Allopregnanolone decrease with symptom improvement during placebo and gonadotropin-releasing hormone agonist treatment in women with severe premenstrual syndrome
2007 (English)In: Gynecological Endocrinology, ISSN 0951-3590, E-ISSN 1473-0766, Vol. 23, no 5, 257-266 p.Article in journal (Refereed) Published
BACKGROUND: Neurosteroids such as allopregnanolone and pregnanolone are suggested to be of importance for the pathophysiology of premenstrual dysphoric disorder. The aim of this study was to investigate whether the luteal-phase serum concentrations of these neurosteroids are associated with improvement of premenstrual symptoms in 12 women with severe premenstrual syndrome after treatment with low-dose gonadotropin-releasing hormone agonist and placebo. METHODS: Daily ratings for mood and physical symptoms were made prior to treatment and throughout the study. Serum progesterone, allopregnanolone and pregnanolone were assessed in the luteal phase (cycle day -9 to cycle day -1). Based on their symptom ratings, subjects were grouped as either buserelin responders (n = 6) or placebo responders (n = 6). RESULTS: Buserelin responders displayed decreased levels of allopregnanolone (p < 0.05) and progesterone (p < 0.05) in parallel with improvement of symptoms. During the placebo treatment, the placebo responders had lower serum allopregnanolone concentrations than buserelin responders (p < 0.05). This was associated with improvement in symptoms compared with pre-treatment ratings. CONCLUSION: Treatment response, whether induced by buserelin or placebo, appears to be associated with a decrease in allopregnanolone concentration.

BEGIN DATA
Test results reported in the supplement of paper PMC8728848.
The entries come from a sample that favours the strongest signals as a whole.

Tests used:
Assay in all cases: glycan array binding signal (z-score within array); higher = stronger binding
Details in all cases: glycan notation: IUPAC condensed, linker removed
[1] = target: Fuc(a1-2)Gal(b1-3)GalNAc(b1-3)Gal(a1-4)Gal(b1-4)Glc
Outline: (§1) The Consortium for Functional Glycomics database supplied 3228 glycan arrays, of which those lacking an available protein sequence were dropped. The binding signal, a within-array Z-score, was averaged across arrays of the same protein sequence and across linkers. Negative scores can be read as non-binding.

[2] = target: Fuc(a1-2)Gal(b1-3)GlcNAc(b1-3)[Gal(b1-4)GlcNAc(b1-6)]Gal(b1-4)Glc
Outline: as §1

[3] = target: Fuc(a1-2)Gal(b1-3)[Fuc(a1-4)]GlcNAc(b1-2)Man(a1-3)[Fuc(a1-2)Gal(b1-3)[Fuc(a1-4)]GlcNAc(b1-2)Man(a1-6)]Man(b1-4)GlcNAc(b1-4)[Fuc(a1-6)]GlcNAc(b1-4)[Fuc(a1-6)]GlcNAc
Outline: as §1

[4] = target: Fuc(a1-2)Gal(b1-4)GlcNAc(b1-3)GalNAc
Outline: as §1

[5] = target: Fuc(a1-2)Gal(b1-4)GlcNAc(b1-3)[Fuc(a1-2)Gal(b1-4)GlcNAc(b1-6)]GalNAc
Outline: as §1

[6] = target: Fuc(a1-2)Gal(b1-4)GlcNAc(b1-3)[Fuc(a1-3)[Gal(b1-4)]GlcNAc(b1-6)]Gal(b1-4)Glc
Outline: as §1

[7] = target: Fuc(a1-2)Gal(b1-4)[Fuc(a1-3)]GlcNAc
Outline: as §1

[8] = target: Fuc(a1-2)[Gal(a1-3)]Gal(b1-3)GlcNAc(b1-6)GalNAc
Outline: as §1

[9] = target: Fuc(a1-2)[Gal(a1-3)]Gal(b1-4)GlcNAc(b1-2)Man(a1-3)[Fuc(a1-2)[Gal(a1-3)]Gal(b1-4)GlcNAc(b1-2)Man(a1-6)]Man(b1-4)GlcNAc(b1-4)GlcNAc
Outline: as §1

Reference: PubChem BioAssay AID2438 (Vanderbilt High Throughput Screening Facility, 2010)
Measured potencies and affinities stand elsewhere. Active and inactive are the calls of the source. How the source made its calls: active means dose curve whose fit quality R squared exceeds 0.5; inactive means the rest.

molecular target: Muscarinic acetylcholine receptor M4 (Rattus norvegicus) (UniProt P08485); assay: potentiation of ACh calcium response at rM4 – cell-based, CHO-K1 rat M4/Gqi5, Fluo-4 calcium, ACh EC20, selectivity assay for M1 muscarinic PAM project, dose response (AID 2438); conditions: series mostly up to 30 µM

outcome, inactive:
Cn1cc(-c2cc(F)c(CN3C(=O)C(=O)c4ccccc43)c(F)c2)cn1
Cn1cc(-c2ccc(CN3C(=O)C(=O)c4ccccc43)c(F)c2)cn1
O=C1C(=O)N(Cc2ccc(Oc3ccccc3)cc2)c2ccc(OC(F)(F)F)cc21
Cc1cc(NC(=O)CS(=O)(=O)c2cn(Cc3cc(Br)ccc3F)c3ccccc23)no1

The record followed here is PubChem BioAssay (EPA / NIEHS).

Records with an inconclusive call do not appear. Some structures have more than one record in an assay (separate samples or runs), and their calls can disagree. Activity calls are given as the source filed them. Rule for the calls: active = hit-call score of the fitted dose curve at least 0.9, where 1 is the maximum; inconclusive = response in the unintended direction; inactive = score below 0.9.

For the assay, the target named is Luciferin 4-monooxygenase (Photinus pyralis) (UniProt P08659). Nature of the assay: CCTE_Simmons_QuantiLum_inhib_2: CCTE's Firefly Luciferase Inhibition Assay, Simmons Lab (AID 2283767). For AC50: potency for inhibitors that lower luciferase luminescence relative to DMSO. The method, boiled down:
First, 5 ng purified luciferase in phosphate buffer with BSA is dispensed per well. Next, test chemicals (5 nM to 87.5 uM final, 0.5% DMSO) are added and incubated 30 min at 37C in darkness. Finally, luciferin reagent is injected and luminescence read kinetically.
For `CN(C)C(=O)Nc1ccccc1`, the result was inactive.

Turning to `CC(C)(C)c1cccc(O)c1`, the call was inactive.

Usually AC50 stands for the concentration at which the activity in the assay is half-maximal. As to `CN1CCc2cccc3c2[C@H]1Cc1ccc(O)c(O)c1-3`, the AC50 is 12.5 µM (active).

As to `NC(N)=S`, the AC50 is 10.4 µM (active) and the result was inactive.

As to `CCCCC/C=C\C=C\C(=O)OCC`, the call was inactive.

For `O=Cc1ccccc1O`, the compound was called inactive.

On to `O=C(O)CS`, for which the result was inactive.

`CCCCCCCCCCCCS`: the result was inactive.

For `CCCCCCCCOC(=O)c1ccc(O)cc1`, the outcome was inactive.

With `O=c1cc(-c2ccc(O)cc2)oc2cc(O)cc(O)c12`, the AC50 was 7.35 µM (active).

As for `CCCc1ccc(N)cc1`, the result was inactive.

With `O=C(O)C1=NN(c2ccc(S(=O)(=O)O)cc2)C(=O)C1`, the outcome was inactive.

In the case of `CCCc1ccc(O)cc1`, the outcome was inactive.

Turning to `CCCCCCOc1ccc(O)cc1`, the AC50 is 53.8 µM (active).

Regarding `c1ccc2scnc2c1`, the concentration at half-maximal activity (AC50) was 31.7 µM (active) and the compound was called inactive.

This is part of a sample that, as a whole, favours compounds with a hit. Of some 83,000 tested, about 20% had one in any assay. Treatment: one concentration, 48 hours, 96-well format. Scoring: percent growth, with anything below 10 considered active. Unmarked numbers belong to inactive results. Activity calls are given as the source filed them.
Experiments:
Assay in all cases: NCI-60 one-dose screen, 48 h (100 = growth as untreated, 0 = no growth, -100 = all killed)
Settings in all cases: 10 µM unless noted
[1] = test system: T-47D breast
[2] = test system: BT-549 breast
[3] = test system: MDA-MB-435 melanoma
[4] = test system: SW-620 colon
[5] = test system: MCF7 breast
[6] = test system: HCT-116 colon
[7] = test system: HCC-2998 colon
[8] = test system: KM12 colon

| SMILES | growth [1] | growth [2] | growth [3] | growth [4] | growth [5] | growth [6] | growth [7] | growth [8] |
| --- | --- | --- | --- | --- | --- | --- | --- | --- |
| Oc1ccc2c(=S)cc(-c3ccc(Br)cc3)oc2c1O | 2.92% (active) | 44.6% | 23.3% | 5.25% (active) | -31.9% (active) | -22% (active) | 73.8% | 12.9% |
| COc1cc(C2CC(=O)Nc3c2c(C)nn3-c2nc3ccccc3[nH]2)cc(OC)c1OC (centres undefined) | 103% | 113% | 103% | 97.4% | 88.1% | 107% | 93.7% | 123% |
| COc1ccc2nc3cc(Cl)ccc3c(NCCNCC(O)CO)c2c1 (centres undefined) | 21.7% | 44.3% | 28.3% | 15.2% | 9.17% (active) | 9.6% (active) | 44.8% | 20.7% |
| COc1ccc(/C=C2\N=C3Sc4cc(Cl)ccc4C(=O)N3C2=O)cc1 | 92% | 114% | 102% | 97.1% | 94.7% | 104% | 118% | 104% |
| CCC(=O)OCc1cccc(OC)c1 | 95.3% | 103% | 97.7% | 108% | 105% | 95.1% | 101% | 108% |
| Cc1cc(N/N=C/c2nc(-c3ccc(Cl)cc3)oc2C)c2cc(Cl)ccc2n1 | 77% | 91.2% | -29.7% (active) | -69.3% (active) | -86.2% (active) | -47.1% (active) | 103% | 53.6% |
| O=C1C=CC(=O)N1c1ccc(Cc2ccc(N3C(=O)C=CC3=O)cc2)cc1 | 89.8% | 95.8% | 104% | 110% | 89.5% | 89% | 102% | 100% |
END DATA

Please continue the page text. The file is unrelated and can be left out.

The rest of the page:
Place, publisher, year, edition, pages
2007. Vol. 23, no 5, 257-266 p.
Adult, Buserelin/administration & dosage/*therapeutic use, Cross-Over Studies, Double-Blind Method, Female, Fertility Agents; Female/administration & dosage/*therapeutic use, Humans, Luteal Phase/blood, Placebo Effect, Pregnanolone/*blood, Premenstrual Syndrome/blood/*drug therapy, Progesterone/*blood, Treatment Outcome
Medical and Health Sciences
IdentifiersURN: urn:nbn:se:uu:diva-15036DOI: 10.1080/09513590701253511ISI: 000247686800004PubMedID: 17558683OAI: oai:DiVA.org:uu-15036DiVA: diva2:42807